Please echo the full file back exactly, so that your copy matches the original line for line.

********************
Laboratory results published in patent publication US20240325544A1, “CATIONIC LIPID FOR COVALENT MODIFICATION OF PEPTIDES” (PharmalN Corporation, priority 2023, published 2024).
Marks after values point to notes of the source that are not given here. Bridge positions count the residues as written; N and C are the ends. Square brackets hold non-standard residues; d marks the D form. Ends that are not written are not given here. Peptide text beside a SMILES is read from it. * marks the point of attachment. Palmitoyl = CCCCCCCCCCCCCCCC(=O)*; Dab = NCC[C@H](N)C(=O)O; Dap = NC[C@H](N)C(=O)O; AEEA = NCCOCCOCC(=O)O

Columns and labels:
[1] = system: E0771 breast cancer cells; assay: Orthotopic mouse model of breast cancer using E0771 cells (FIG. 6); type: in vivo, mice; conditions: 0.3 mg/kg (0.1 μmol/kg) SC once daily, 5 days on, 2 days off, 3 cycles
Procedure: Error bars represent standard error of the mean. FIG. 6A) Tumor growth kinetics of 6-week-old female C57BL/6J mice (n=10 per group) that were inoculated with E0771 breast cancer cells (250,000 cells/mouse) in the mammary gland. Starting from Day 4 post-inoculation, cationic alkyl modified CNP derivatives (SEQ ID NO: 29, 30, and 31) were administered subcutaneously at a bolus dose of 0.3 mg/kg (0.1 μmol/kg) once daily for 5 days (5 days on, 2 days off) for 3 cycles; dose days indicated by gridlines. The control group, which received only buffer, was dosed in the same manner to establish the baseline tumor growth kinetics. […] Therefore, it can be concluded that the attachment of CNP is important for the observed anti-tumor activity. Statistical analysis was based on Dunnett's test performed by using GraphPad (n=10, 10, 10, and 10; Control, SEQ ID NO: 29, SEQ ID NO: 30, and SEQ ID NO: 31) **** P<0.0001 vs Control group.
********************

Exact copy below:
Laboratory results published in patent publication US20240325544A1, “CATIONIC LIPID FOR COVALENT MODIFICATION OF PEPTIDES” (PharmalN Corporation, priority 2023, published 2024).
Marks after values point to notes of the source that are not given here. Bridge positions count the residues as written; N and C are the ends. Square brackets hold non-standard residues; d marks the D form. Ends that are not written are not given here. Peptide text beside a SMILES is read from it. * marks the point of attachment. Palmitoyl = CCCCCCCCCCCCCCCC(=O)*; Dab = NCC[C@H](N)C(=O)O; Dap = NC[C@H](N)C(=O)O; AEEA = NCCOCCOCC(=O)O

Columns and labels:
[1] = system: E0771 breast cancer cells; assay: Orthotopic mouse model of breast cancer using E0771 cells (FIG. 6); type: in vivo, mice; conditions: 0.3 mg/kg (0.1 μmol/kg) SC once daily, 5 days on, 2 days off, 3 cycles
Procedure: Error bars represent standard error of the mean. FIG. 6A) Tumor growth kinetics of 6-week-old female C57BL/6J mice (n=10 per group) that were inoculated with E0771 breast cancer cells (250,000 cells/mouse) in the mammary gland. Starting from Day 4 post-inoculation, cationic alkyl modified CNP derivatives (SEQ ID NO: 29, 30, and 31) were administered subcutaneously at a bolus dose of 0.3 mg/kg (0.1 μmol/kg) once daily for 5 days (5 days on, 2 days off) for 3 cycles; dose days indicated by gridlines. The control group, which received only buffer, was dosed in the same manner to establish the baseline tumor growth kinetics. […] Therefore, it can be concluded that the attachment of CNP is important for the observed anti-tumor activity. Statistical analysis was based on Dunnett's test performed by using GraphPad (n=10, 10, 10, and 10; Control, SEQ ID NO: 29, SEQ ID NO: 30, and SEQ ID NO: 31) **** P<0.0001 vs Control group.